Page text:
Recurrent Value Functions

05/23/2019
by   Pierre Thodoroff, et al.
McGill University
0

Despite recent successes in Reinforcement Learning, value-based methods often suffer from high variance hindering performance. In this paper, we illustrate this in a continuous control setting where state of the art methods perform poorly whenever sensor noise is introduced. To overcome this issue, we introduce Recurrent Value Functions (RVFs) as an alternative to estimate the value function of a state. We propose to estimate the value function of the current state using the value function of past states visited along the trajectory. Due to the nature of their formulation, RVFs have a natural way of learning an emphasis function that selectively emphasizes important states. First, we establish RVF's asymptotic convergence properties in tabular settings. We then demonstrate their robustness on a partially observable domain and continuous control tasks. Finally, we provide a qualitative interpretation of the learned emphasis function.

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1 Introduction

Model-free Reinforcement Learning (RL) is a widely used framework for sequential decision making in many domains such as robotics Kober et al. [2013], Abbeel et al. [2010] and video games Vinyals et al. [2017], Mnih et al. [2013, 2016]. However, its use in the real-world remains limited due, in part, to the high variance of value function estimates Greensmith et al. [2004], leading to poor sample complexity Gläscher et al. [2010], Kakade and others [2003]. This phenomenon is exacerbated by the noisy conditions of the real-world Fox et al. [2015], Pendrith . Real-world applications remain challenging as they often involve noisy data such as sensor noise and partially observable environments.

The problem of disentangling signal from noise in sequential domains is not specific to Reinforcement Learning and has been extensively studied in the Supervised Learning literature. In this work, we leverage ideas from time series literature and Recurrent Neural Networks to address the robustness of value functions in Reinforcement Learning. We propose Recurrent Value Functions (RVFs): an exponential smoothing of the value function. The value function of the current state is defined as an exponential smoothing of the values of states visited along the trajectory where the value function of past states are summarized by the previous RVF.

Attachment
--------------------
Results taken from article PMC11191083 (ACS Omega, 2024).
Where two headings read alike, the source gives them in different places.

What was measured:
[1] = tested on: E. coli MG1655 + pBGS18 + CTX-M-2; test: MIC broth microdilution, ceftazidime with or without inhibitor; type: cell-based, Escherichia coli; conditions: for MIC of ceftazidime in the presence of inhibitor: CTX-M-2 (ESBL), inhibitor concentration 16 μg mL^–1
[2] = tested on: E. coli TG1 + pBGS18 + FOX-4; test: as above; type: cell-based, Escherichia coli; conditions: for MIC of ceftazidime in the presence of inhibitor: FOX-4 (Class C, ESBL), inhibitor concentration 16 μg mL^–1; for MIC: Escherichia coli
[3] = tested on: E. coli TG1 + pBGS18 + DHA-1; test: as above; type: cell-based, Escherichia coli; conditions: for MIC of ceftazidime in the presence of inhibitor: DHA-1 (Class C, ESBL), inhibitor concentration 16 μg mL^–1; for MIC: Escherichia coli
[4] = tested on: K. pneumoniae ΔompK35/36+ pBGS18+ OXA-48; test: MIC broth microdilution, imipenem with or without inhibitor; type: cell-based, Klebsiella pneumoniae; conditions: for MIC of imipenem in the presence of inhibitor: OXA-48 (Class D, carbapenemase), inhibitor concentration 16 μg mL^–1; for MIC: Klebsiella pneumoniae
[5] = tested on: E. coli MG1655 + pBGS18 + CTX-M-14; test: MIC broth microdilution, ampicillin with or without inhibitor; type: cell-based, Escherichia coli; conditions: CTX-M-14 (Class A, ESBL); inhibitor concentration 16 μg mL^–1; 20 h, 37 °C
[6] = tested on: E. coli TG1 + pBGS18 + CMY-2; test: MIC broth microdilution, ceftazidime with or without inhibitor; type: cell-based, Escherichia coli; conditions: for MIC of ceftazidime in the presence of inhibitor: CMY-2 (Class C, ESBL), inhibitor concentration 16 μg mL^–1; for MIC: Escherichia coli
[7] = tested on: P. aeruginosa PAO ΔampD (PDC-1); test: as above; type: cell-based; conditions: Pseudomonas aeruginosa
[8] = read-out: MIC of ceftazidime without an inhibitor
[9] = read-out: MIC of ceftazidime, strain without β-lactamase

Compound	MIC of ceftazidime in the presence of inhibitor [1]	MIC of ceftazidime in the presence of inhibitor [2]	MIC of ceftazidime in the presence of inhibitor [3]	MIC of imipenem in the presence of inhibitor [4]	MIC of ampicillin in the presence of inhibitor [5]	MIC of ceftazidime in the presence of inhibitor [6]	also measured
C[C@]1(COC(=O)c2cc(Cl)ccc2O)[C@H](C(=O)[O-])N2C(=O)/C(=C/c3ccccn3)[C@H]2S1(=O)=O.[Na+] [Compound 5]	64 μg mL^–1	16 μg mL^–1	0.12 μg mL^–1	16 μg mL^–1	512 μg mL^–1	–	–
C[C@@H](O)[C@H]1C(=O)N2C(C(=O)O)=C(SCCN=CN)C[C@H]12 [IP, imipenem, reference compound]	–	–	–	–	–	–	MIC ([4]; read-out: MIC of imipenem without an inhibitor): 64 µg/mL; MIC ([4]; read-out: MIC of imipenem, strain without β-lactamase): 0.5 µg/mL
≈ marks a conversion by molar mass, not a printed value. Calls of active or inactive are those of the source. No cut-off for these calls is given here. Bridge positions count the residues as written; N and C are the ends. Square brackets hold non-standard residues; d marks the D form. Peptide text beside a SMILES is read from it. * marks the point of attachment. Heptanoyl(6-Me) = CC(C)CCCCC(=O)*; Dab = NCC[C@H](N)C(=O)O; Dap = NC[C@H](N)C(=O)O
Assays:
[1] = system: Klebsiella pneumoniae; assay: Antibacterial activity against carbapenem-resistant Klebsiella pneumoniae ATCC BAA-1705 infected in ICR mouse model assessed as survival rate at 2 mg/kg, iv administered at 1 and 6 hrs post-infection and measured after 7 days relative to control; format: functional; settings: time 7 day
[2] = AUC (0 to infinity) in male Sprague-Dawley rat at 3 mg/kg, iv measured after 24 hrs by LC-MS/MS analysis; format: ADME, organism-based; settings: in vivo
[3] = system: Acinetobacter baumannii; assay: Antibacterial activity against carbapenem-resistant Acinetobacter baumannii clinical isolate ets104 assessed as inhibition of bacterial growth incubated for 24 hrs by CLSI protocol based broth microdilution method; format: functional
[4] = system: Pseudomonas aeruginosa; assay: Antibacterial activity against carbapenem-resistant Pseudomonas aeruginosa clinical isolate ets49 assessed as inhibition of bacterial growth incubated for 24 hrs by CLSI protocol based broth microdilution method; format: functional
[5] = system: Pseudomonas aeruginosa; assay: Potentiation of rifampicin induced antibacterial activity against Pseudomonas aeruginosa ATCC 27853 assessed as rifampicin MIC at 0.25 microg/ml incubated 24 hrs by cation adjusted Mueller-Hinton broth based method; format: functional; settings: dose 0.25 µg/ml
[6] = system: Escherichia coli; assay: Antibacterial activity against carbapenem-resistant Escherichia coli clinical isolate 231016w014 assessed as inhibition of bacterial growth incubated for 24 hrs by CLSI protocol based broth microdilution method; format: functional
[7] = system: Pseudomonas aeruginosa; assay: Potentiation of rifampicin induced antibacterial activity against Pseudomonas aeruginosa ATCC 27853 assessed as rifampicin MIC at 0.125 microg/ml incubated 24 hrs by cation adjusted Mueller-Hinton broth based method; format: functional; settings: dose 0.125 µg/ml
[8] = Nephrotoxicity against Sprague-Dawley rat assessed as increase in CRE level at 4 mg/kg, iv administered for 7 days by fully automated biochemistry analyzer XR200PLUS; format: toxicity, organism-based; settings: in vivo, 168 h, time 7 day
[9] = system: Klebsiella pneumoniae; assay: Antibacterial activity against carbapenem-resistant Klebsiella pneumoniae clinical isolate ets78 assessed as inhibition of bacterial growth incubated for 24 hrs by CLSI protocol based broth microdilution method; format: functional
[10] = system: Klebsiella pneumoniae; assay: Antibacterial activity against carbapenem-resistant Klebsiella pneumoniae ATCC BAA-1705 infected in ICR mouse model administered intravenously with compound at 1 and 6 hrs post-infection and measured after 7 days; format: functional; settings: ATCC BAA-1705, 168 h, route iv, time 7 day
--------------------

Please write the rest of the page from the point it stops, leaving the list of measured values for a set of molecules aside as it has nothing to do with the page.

However, exponential smoothing along the trajectory can result in a bias when the value function changes dramatically through the trajectory (non-stationarity). This bias could be a problem if the environment encounters sharp changes, such as falling of a cliff, and the estimates are heavily smoothed. To alleviate this issue, we propose to use exponential smoothing on value functions using a trainable state-dependent emphasis function which controls the smoothing coefficients. Intuitively, the emphasis function adapts the amount of emphasis required on the current value function and the past RVF to reduce bias with respect to the optimal value estimate. In other words, the emphasis function identifies important states in the environment. An important state can be defined as one where its value differs significantly from the previous values along the trajectory

. For example, when falling off a cliff, the value estimate changes dramatically, making states around the cliff more salient. This emphasis function serves a similar purpose to a gating mechanism in a Long Short Term Memory cell of a Recurrent Neural Network

Hochreiter and Schmidhuber [1997].